SHAME, shame, shame. Two state legislators, in an Opinion...


March 20, 1993

SHAME, shame, shame. Two state legislators, in an Opinion * Commentary article a week ago on the lack of a Maryland state motto, wreaked havoc on the Latin language and misquoted the Oklahoma state motto.

Oklahoma's motto is Labor Omnia Vincit, or "Labor Conquers All Things." It's a short, easily understandable epigram for any sophomore Latin student. Caesar's classic (and classical) line -- Veni, Vidi, Vici ("I came, I saw, I conquered") -- provides a memorable basis for conjugation of the verb vincere.

It's a sad commentary on the decline of Latin instruction. Few public secondary schools offer the "dead" language today, although it survives in the classrooms sponsored by the Roman Catholic Church. And decisions to offer the course are seemingly haphazard. A Baltimore City middle school finds an instructor to teach the language of Virgil and Ovid and Horace, Harford

County drops the subject in the 1970s when its only Latin teacher retires. Still, more than half the 24 Maryland school systems offer Latin somewhere.

But the demand for more usable, modern languages has squeezed out classes in the tongue of Cicero and Caesar. Russian has become a more common offering, German has enjoyed a resurgence, and Japanese is now being taught in various Maryland high schools. The Romance languages of French and Spanish continue to enjoy popularity.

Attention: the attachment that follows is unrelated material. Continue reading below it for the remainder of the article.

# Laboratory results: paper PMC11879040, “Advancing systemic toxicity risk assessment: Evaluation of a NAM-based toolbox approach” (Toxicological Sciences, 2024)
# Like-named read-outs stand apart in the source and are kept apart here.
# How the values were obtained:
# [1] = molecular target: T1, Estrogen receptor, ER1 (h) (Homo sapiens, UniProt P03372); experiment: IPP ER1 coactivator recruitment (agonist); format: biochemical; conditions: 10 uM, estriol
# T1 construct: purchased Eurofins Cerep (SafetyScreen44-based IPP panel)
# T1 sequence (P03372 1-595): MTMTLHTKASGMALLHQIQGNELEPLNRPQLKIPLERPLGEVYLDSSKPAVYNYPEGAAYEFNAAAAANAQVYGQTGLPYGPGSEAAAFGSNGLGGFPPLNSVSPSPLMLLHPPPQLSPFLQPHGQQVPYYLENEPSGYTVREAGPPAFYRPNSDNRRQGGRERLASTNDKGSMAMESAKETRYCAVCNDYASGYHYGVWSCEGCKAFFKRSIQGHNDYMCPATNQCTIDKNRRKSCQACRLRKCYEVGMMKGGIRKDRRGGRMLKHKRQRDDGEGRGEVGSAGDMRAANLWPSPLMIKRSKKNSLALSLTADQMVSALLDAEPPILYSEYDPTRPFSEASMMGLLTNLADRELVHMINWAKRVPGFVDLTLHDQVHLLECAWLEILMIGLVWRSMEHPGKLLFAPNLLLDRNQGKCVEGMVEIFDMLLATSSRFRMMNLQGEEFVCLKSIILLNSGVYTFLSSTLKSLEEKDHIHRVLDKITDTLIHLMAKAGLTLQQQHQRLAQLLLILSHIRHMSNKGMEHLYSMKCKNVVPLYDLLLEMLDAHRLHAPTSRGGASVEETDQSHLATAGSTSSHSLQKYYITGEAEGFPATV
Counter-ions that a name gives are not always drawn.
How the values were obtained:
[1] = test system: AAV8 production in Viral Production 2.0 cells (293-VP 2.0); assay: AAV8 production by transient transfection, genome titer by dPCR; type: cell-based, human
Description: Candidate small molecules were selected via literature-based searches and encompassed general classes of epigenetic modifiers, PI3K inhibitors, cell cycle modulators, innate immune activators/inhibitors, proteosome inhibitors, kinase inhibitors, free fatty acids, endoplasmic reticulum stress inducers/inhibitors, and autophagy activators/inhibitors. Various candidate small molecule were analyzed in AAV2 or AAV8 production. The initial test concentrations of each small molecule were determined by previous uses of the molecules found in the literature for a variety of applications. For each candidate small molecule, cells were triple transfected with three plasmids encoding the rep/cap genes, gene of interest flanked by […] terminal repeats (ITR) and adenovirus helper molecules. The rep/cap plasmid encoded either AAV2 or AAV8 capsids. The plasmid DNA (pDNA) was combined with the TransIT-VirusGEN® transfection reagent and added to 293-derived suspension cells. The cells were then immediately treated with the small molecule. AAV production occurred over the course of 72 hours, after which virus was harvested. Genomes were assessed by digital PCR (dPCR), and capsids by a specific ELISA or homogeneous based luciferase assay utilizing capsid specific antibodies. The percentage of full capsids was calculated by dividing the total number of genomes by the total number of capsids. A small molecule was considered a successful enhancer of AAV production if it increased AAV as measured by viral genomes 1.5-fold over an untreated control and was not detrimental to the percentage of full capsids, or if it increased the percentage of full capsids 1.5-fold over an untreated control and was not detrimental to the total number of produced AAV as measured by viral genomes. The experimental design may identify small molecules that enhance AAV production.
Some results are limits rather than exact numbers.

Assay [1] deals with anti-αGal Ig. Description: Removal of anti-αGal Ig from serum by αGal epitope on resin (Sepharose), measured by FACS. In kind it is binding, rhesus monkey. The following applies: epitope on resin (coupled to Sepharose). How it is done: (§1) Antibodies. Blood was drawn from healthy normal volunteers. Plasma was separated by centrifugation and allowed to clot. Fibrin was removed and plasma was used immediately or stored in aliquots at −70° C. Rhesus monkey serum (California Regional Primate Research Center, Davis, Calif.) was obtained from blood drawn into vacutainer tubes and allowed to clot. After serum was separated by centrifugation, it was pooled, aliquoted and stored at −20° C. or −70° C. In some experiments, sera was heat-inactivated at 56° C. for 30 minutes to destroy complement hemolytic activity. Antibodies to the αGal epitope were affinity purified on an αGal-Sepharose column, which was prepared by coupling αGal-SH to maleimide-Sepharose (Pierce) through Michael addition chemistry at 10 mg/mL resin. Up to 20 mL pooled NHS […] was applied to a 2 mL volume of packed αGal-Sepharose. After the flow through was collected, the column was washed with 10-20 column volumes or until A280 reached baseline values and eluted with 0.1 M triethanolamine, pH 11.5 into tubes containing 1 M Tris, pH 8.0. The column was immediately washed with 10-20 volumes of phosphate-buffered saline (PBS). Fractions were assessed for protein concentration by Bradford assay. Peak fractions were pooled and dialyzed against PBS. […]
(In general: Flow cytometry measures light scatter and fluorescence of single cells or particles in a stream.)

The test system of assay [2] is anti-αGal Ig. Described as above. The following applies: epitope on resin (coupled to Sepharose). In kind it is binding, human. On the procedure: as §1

While there may be justification for the shift in foreign language preferences by newer generations, it would seem that Latin should always maintain a small niche in the high school curriculum.

It is a strong foundation for understanding English. It is the chosen language of lawyers. Those secondary students with an eye on the bar should be eager to be initiated into the vocabulary of duces tecum, habeas corpus and certiorari.

Lawyers mangle all manner of Latin. The affront has been abetted by jurists and jurisprudence instructors who abbreviate and mumble over venerable phrases. The study of Latin has apparently little to do with modern lawyering; it's quoted for effect rather than understanding.

The two legislators who wrote the cited article are a lawyer and a school teacher, which tends to confirm the state of Latin instruction among those occupations. Lest Gallimaufry appear too critical, however, we remind readers and ourselves that Errare Humanum Est.

* * *

THIS JUST IN: Cable TV kahuna Ted Turner and his missus, Jane Fonda, plan to give a talk on the health benefits of eating buffalo meat at the International Bison Conference in La Crosse, Wis., this July. By the by, Ted and Jane just happen to own bison ranches in Montana and New Mexico. Coincidence, right? Still, we'd bet that if these two master hucksters owned, say, an armadillo ranch instead, they'd be trying to sell people on the health benefits of eating that.

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